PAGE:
Kundalini Yoga is Nonsecular part 4

by Gurumeet Kaur Khalsa, Monday, January 11, 2010, 17:25 (4652 days ago)
edited by Gursant Singh, Monday, June 13, 2011, 09:27

Following is part 4 of 4 of an e-mail exchange between Guru Sant and Gurumeet. (www.createinnerpeace.com).

January 7, 2010
Sat Nam, Guru Sant Singh Ji,
Thank you for sending your e-mail. I could not figure out what Siri Mukta was talking about in his e-mail, and I was very curious.

I remember reading Dr. Trilochan Singh’s book many years ago. I recall that he was of the view that yoga is a waste of time. On the other side of this debate, of course, to which I am often subjected, are our thousands and thousands of nonSikh Kundalini Yoga teachers, who love doing Kundalini Yoga but they are devout Christians or Jews or Buddhists, or Atheists, etc. and want nothing to do with Sikhism, objecting to the various requirements that they consider Sikhism, such as wearing a head cover when teaching. Yet, because of Yogi Bhajan’s teachings, they all sit gladly intoning Wahe Guru, and often even rise in the early morning to recite JapJi, because it is part of the practices of Kundalini Yoga.

I always understood Dr. Trilochan Singh’s point of view, and it made sense that he and other Sikhs would object to Yogi Bhajan’s style and audacity to teach Kundalini Yoga.

What they did not take into account is the fact that in the West, we simply had no idea of how to sit, how be still, or how to begin to meditate on Gurbani. Hundreds of years of sitting around on chairs had ruined our mental and physical disposition for having any hope of experiencing true Sikh Mysticism. In India, people naturally do a lot of yoga, simply sitting in Langar or going to the bathroom in crow pose or folding their hands in prayer pose to say hello. In the West, we would not have been able to appreciate Sikhism without some basic yoga. Of course if you ask Bibiji, she will give you hundreds of references to Kundalini Yoga in the Siri Guru Granth Sahib that validate what we practice and teach in Kundalini Yoga. The reason she pulled these references was because of another side of this debate which came up in Khalsa Council. Evidently there are some who were saying that Sikhs MUST practice Kundalini Yoga. She strongly objected, saying that the Guru’s path is clearly laid out in the Siri Guru Granth Sahib and there is nothing to add and nothing to take away. But then she went on to cite the references to Kundalini Yoga contained in the Guru’s verses.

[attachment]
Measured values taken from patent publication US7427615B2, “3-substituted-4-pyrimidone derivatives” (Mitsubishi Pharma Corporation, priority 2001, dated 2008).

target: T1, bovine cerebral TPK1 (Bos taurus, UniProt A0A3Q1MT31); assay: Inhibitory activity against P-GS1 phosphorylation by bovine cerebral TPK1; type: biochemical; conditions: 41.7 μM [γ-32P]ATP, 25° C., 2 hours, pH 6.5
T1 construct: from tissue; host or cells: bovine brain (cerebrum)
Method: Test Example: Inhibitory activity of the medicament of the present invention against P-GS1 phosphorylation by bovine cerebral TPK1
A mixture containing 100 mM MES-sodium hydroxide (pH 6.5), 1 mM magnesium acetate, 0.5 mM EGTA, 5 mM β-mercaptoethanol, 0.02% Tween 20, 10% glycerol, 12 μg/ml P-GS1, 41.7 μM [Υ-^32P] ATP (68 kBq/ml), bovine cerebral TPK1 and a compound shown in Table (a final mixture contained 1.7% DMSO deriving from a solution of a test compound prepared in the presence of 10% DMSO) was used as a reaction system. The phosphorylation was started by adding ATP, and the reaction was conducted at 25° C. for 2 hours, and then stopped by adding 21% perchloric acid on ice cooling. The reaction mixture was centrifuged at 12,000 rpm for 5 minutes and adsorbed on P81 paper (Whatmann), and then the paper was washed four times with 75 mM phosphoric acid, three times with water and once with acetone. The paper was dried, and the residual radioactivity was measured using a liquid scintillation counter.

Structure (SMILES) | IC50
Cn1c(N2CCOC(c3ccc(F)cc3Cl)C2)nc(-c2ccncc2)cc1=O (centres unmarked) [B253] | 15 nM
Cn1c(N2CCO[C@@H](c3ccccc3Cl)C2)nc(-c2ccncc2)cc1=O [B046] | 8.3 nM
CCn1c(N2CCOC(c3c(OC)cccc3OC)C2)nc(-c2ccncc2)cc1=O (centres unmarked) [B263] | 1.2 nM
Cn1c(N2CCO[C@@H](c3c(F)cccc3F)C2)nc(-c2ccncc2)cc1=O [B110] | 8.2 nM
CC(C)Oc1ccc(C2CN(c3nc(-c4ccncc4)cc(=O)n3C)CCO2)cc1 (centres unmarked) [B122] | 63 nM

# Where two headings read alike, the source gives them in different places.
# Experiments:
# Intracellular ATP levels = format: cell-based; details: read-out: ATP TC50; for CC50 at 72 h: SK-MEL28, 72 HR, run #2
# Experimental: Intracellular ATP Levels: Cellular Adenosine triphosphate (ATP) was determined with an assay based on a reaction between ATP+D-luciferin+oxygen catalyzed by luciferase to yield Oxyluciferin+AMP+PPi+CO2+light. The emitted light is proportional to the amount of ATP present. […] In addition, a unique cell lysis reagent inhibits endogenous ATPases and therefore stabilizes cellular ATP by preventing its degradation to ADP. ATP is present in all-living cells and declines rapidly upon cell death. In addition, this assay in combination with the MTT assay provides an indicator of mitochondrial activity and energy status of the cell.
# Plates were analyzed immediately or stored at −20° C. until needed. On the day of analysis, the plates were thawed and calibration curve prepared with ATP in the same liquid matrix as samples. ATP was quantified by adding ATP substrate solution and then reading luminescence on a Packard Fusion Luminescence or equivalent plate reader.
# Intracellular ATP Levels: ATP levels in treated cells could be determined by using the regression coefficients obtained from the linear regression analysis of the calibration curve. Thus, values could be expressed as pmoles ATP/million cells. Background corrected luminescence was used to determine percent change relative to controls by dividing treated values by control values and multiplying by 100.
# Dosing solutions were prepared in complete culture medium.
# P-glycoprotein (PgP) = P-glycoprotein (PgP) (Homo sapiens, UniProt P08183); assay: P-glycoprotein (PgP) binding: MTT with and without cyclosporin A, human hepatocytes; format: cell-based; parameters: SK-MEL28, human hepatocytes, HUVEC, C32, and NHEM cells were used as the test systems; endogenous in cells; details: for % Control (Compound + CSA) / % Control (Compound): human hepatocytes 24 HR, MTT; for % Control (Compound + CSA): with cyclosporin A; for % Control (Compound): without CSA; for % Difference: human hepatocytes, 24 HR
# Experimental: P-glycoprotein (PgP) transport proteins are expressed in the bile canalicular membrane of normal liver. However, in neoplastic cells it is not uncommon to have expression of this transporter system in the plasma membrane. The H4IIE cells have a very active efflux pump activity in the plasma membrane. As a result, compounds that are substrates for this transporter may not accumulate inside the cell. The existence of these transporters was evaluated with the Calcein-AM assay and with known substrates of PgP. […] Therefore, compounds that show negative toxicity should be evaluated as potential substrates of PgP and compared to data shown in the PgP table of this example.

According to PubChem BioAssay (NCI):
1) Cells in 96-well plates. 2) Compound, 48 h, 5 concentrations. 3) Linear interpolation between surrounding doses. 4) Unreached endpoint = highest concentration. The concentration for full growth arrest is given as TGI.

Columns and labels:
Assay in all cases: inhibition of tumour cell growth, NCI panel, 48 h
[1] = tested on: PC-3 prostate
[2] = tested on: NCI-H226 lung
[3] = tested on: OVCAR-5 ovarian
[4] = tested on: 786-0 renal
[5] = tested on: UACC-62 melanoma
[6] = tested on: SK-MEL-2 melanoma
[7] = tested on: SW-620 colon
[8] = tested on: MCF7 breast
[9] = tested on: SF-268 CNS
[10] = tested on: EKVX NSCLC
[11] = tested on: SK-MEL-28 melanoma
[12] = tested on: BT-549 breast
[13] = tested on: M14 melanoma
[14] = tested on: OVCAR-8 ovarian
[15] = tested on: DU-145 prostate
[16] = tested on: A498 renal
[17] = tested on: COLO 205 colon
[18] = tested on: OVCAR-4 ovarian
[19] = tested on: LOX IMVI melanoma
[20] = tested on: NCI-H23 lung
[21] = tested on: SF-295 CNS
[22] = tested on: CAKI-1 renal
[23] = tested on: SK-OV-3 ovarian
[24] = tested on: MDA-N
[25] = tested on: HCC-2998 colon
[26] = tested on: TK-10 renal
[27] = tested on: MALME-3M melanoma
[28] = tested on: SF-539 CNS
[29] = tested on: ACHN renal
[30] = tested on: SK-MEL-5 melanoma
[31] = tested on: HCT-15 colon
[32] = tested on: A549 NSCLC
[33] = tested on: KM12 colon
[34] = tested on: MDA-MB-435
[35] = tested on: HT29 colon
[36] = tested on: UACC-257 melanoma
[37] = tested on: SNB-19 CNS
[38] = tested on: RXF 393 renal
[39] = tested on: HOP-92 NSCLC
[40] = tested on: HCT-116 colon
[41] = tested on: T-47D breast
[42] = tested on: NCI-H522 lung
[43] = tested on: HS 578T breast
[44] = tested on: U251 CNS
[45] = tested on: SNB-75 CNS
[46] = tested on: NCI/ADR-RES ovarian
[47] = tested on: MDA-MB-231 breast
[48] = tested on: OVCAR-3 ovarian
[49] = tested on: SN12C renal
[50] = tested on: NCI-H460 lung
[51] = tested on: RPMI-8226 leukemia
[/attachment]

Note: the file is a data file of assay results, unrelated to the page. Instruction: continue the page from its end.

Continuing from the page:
So, we have these three positions:

1. Dr. Trilochan Singh – Sikhism No Yoga
2. Yoga Teachers – Yoga No Sikhism
3. Some in Khalsa Council – Sikhism Requires Yoga;

I do not understand why people feel the need to legislate each other. It is true that, as Dr. Trilochan Singh says, Yogi Bhajan could have come here as Harbhajan Singh and taught only about Sikhism. Of course, there would be no where near the number of people who have been awakened to the Guru’s teachings had he done that. Perhaps he taught Kundalini Yoga because he knew people needed some physical healing before they could possibly sit sill in Gurdwara to listen to Gurbani; perhaps he taught because he knew people would be drawn to yoga, whereas many others (like me) were so completely fed up with religion that we would never have come to a class on Sikhism, but we rallied to come to Kundalini Yoga; perhaps he taught Kundalini Yoga because he decided it was time for one a humble siddhi yogi to obey Nanak’s admonishment to the siddhi yogis that they come down out of the caves and teach people, help them to heal. For 500 years the yogis steadfastly refused, saying the common people could not receive the ancient secret teachings, until Yogi Bhajan came and taught the ancient technology openly to everyone. I am sure that you know that Yogi Bhajan not only took flak from Sikhs for teaching yoga, but he also took major flak from the yogis for teaching yoga openly to all, even to women, heaven forbid.

While my personal relationship with Yogi Bhajan was always pretty tumultuous, I appreciated the fact that he said don’t love me, love my teachings. The fact is, I loved the teachings and I am a pretty hard core Kundalini Yogi and have been teaching it to others, as well, for nearly 40 years. As Dr. Trilochan Singh says, it does help people in many ways and I have seen and experienced that first hand. When I look at you, Guru Sant Singh, you appear to be an excellent yogi quite naturally, and I hope I do not offend you by saying so, perhaps some people, such as yourself, are just born with that natural, divine grace. I know for sure that I am a yogi who was not born so, but I have worked hard to achieve becoming a mediocre practitioner, and very thankful, so that I can now sit still in Gurdwara and experience the anand.

I wish you well, Guru Sant, and consider you always, a part of our Sangat.


Gurumeet Kaur Khalsa

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“Amid the legal infighting following Yogi Bhajan’s death, critics are offering another portrait of the Sikh leader.”

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